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21

That the eigenfunctions of the free Hamiltonian $H\propto p^2$ are not actually normalizable due to its completely continuous spectrum and therefore cannot be actual quantum states is well-known, although rarely suitably emphasized. (See e.g. Why are eigenfunctions which correspond to discrete/continuous eigenvalue spectra guaranteed to be ...


10

This is indeed possible only in some situations, e.g. when the continuous spectrum is absent (it may also consist of a single point, see Valter Moretti's comment below). A sufficient condition for that to be true is that either the Hamiltonian is compact or it has compact resolvent. Sadly, very few interesting Hamiltonians satisfy that property (an example ...


5

A nice overview of the problem is given in arXiv:1205.3740. I'll summarise the most important points here. Let $d$ be the number of space dimensions. Then the Laplace operator is given by $$ \Delta=\frac{\partial^2}{\partial r^2}+\frac{d-1}{r}\frac{\partial}{\partial r}+\frac{1}{r^2}\Delta_S\tag{1} $$ where $\Delta_S$ is the Laplace operator on the $d-1$ ...


4

Yes. For example, consider the harmonic oscillator potential $V(x)$, where the ground state has energy $\hbar \omega / 2$. Then the ground state of the potential $V(x) - \hbar \omega / 2$ has zero energy. This works because in quantum mechanics, like in classical mechanics, absolute energies don't matter. You can always add or subtract constants. ...


2

$|q\phi|\ll mc^2$ means that the rest mass of the particle is way larger than the electrostatic potential energy. This is the usual assumption of non-relativistic mechanics, which is equivalent to $v\ll c$. You can see this with the virial theorem: $$ \frac{1}{2}mv^2\sim q\phi $$ which means that $q\phi\ll mc^2$ iff $v\ll c$. ...


2

The lower limit should be negative: $$ \int_{\color{red}-\sqrt{2E/k}}^0 \sqrt{2m\left(E-\frac{1}{2}kx^2\right)} dx + \int _0^{E/mg} \sqrt{2m(E-mgx)} dx =\left(n-\frac{1}{2}\right) \pi \hbar $$ but the answer is yes: this is the correct expression. The general expression for the WKB approximation is $$ \int_{x^1}^{x^2}\sqrt{2m(E-V(x))} ...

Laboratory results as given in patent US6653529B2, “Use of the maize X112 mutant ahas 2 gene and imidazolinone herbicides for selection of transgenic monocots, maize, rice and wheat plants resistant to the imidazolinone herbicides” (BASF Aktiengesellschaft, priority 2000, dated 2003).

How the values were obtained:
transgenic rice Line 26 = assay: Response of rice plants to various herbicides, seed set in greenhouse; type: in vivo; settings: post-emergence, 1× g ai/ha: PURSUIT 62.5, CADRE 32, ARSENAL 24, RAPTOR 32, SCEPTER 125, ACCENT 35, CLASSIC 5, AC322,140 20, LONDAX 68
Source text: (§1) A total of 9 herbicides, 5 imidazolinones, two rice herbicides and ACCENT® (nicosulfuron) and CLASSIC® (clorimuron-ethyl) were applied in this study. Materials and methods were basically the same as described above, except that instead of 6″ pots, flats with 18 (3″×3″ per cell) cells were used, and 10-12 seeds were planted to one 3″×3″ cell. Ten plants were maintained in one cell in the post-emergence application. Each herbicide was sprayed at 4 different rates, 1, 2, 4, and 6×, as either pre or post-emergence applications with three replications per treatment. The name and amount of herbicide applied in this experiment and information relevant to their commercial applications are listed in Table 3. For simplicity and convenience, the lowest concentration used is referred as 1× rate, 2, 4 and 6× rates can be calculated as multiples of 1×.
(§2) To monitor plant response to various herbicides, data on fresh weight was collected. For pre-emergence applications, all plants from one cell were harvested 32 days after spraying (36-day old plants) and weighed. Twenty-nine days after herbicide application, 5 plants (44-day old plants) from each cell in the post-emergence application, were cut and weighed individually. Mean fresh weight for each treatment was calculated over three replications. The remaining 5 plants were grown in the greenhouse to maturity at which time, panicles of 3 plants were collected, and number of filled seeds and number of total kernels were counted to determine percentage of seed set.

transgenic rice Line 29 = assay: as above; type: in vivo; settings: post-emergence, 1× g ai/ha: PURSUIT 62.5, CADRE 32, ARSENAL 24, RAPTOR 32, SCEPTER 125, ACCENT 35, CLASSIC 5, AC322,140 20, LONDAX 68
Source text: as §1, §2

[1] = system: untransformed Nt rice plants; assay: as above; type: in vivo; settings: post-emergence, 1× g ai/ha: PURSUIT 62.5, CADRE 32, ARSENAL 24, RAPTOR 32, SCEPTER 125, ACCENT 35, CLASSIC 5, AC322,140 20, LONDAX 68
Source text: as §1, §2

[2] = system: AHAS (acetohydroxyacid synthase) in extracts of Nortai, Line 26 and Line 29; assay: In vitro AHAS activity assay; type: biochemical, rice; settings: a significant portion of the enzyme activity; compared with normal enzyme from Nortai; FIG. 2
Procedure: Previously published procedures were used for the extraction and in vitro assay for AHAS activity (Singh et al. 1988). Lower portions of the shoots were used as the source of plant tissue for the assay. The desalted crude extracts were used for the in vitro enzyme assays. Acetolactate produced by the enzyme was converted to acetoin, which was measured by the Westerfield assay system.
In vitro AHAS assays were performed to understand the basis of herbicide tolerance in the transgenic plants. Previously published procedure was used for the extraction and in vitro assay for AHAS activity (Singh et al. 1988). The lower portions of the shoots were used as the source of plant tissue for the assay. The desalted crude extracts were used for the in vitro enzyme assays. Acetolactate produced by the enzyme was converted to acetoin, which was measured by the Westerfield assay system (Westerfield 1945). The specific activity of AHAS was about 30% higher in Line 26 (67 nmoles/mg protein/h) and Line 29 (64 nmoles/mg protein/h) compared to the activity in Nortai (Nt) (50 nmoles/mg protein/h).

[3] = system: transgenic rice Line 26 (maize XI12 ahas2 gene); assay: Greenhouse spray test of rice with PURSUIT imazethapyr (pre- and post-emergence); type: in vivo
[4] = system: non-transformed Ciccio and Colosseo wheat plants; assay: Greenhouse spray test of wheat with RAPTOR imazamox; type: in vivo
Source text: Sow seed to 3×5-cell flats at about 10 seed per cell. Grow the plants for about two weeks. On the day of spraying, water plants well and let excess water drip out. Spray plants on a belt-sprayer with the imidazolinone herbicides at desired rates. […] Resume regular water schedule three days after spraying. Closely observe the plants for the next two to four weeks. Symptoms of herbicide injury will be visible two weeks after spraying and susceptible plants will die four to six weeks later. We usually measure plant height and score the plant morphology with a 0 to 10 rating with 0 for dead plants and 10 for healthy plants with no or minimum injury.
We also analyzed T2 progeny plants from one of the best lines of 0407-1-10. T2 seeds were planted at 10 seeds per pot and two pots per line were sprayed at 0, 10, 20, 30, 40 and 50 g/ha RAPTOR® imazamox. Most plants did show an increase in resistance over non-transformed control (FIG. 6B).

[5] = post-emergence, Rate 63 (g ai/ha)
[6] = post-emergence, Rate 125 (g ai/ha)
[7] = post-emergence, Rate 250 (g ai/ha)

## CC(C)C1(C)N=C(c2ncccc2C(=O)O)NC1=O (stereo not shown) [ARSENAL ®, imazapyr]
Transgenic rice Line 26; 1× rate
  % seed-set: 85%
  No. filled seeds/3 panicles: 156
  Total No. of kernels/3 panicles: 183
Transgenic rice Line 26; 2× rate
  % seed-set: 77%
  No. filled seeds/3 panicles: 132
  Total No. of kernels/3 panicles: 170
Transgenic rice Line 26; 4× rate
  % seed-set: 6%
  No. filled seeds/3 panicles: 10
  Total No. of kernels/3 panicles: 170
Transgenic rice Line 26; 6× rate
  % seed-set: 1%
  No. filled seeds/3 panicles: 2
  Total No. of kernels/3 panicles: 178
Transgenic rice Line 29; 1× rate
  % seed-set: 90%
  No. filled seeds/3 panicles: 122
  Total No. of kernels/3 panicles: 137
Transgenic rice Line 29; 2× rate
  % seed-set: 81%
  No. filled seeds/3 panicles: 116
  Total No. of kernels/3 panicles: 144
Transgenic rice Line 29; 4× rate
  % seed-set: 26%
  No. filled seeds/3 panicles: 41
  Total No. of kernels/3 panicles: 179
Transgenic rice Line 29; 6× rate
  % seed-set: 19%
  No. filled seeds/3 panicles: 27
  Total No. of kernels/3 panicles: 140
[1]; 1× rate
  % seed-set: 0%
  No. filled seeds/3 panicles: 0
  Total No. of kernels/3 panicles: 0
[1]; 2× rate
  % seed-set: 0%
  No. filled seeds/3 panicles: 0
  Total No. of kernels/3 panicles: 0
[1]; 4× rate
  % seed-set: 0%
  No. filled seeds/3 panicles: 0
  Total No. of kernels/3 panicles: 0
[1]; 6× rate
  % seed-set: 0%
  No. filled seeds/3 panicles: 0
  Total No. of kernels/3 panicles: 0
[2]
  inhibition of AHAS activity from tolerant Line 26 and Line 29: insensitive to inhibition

2

Yes, the gaussian wavepacket can get narrower as the time passes indeed. It's a matter of phases. You know that a gaussian wavepacket is the superposition of plane waves, each one having a precise wavevector. So it really depends on how you "prepare" this superposition, i.e. on how you set the phase of each chromatic component. If at $t=0$ all the plane ...


1

In one of your preceding statements $$E\hat{x}=\hat{H}\hat{x}$$ you forgot an important caveat: this is only true for eigenfunctions of both $\hat{H}$ and $\hat{x}$. Schrodinger's equation guarantees our wavefunction $\psi$ to be an eigenfunction of $\hat{H}$, but only that function is guaranteed. So $$E\hat{u}=\hat{H}\hat{u}$$ will not be true for all ...


1

Differentiating $$\sigma=\sqrt{a^2+\left({\hbar t \over 2 m a}\right)^2}$$ you get - $$ \frac{\partial \sigma}{\partial t} = {\hbar^2t \over 4 a^2 m^2\sqrt{a^2+\left({\hbar t \over 2 m a}\right)^2}}$$ In the limit of $t \rightarrow\infty $ you get $$ \left(\frac{\partial \sigma}{\partial t}\right) _{t\rightarrow \infty} = {\hbar \over 2 m a}$$


1

There is yet another solution (maybe more elementary)$^1$, with some components of the answers from Qmechanic and JoshPhysics (Currently I'm taking my first QM course and I don't quite understand the solution of Qmechanic, and this answer complement JoshPhysics's answer) the solution uses the Heisenberg Equation: The time evolution of an operator $\hat{A}$ ...



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